In a bid to create awareness about the cybercrimes and related preventive measures, Decode hosted an event titled 'Fighting Cybercrime: From The Frontlines' on Monday. The event, held at the India International Centre in New Delhi's Lodhi Estate area , saw riveting discussions on the subject with a prolific panel and an interactive audience.
The panel included Muktesh Chander, ex-DGP Goa and cyber security expert, Nirali Bhatia, cyber psychologist and Khemendra Pal Singh, SHO, Cyber police station (central district), Delhi. The event was moderated by Adrija Bose, senior editor at Decode.
From addressing how cops circumvent through the rampant world of cybercrimes, to what citizens should do to protect themselves, here's how the event unfolded.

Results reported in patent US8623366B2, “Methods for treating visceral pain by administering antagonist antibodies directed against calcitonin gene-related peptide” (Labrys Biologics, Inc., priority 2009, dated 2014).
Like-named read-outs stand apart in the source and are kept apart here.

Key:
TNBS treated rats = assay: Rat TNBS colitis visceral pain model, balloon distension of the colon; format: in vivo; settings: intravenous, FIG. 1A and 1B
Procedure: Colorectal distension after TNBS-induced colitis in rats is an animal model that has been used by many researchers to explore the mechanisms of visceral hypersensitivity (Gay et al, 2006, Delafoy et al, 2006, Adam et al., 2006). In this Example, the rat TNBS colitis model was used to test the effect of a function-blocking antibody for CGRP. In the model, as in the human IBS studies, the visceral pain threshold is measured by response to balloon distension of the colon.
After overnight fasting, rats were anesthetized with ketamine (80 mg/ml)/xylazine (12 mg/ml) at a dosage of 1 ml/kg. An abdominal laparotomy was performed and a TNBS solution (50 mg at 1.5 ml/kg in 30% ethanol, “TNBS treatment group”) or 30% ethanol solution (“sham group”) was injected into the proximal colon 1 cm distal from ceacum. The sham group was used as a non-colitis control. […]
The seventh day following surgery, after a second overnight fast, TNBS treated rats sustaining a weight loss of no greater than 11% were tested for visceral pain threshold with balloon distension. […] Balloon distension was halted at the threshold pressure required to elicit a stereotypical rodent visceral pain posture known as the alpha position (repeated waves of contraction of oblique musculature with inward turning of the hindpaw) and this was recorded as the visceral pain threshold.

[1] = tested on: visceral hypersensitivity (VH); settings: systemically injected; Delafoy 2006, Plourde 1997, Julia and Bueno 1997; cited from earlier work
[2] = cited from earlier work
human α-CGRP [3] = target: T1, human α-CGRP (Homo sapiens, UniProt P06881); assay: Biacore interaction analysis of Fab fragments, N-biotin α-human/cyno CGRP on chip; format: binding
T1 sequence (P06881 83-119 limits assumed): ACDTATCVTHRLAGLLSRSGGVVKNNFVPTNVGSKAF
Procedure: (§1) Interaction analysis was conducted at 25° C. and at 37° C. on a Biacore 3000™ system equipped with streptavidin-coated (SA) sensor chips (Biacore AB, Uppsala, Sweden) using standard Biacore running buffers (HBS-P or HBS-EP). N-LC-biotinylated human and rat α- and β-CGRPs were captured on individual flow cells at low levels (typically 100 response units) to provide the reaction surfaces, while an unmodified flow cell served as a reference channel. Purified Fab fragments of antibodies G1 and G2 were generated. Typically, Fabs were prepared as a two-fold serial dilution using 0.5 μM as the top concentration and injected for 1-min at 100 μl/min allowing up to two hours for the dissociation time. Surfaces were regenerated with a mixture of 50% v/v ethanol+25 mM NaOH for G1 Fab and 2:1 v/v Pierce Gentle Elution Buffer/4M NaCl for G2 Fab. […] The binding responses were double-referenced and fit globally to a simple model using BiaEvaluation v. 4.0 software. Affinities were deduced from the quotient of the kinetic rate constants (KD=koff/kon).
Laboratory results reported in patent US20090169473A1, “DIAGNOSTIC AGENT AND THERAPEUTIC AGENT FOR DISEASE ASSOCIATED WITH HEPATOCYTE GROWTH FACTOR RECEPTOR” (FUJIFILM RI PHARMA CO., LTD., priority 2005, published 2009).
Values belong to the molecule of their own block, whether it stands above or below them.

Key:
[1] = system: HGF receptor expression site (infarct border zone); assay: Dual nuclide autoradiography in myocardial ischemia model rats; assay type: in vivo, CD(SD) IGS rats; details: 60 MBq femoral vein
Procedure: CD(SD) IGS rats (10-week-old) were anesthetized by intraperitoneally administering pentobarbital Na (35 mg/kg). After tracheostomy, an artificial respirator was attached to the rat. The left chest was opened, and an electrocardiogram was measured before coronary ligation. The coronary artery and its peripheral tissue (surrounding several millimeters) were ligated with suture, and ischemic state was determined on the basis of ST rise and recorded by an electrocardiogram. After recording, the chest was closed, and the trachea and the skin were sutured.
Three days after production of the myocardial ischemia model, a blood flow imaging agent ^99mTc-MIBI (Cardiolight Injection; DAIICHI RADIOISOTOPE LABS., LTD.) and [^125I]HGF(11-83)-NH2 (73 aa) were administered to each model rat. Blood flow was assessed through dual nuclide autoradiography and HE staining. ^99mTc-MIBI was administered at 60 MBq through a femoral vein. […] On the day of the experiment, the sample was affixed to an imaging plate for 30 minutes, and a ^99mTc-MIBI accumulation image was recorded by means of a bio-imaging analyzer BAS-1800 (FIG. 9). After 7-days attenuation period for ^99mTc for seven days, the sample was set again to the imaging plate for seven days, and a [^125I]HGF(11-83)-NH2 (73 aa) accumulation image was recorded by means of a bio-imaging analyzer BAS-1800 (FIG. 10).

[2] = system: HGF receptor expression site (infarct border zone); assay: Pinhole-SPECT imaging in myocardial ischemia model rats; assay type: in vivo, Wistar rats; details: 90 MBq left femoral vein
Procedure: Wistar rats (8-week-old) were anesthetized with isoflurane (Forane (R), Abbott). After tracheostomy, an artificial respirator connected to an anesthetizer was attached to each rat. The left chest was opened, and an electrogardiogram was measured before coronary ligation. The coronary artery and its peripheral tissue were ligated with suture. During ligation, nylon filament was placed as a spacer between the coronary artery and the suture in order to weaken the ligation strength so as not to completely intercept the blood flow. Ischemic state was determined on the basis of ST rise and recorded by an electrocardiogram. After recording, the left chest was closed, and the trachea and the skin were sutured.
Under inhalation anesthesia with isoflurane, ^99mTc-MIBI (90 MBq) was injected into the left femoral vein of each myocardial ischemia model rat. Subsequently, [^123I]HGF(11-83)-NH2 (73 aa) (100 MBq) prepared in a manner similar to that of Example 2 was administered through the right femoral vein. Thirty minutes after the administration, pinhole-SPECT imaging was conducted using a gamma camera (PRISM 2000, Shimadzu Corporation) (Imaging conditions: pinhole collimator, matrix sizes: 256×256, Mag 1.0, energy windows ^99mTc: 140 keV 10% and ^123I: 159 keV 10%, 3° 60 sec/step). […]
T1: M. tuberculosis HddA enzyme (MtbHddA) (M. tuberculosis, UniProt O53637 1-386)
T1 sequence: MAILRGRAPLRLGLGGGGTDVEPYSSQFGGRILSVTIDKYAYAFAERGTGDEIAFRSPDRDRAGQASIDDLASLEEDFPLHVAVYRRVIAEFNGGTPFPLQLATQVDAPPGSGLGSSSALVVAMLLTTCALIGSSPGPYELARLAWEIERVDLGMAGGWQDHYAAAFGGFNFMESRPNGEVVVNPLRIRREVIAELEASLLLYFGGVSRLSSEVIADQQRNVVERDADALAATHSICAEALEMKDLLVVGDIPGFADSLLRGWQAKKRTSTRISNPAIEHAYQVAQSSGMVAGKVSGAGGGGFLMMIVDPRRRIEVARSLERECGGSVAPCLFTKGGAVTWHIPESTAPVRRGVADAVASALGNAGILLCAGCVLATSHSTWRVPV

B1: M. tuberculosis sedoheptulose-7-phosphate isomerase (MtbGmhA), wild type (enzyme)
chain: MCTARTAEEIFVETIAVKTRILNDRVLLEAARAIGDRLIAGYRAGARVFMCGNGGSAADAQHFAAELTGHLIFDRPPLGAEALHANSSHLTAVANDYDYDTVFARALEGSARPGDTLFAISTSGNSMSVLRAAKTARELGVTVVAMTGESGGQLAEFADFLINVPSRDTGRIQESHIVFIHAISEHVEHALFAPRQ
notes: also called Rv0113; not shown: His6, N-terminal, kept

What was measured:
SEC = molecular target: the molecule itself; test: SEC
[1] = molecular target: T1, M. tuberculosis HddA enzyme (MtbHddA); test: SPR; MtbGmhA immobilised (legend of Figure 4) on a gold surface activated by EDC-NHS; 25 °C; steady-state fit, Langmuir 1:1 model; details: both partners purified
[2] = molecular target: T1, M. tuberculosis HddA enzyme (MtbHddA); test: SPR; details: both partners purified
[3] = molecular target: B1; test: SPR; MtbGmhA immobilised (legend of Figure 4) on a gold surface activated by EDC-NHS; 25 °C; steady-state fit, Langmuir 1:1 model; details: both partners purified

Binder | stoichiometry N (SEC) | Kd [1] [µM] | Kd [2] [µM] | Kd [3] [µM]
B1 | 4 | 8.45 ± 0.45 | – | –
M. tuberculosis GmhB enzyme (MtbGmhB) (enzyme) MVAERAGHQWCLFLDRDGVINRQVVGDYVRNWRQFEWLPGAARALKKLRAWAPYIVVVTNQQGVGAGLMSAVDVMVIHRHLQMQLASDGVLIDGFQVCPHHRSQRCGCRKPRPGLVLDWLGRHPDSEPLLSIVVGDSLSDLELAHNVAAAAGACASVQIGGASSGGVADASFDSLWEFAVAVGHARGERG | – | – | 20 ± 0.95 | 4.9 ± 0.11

Tracking cybercriminals: An uphill climb
Speaking at the event, Chander compared tracking a cybercriminal to moving in a maze. He said, "It is easier to investigate a murder case than investigating a mere 1000 rupees scam, because there are so many links involved at multiple levels in a scam. They possess numerous mobile phones and SIM cards, all of which are discarded once the scam is executed, leading to their untraceability."
Muktesh Chander at Decode event
According to him, this is the reason why the fear of law is diminishing for cybercriminals. "Come catch me if you can" is the standard challenge from their end if a cop manages to trace their number, he added.
As highlighted by Chander, in India, it is very easy to procure multiple SIM cards by forgery. "Criminals can get forged Aadhaar cards made by producing fake documents with a different address every time, on the basis of which they are able to buy a new SIM card whenever they want," he said.
Factors at Play: Administrative Apathy, Victim Hesitance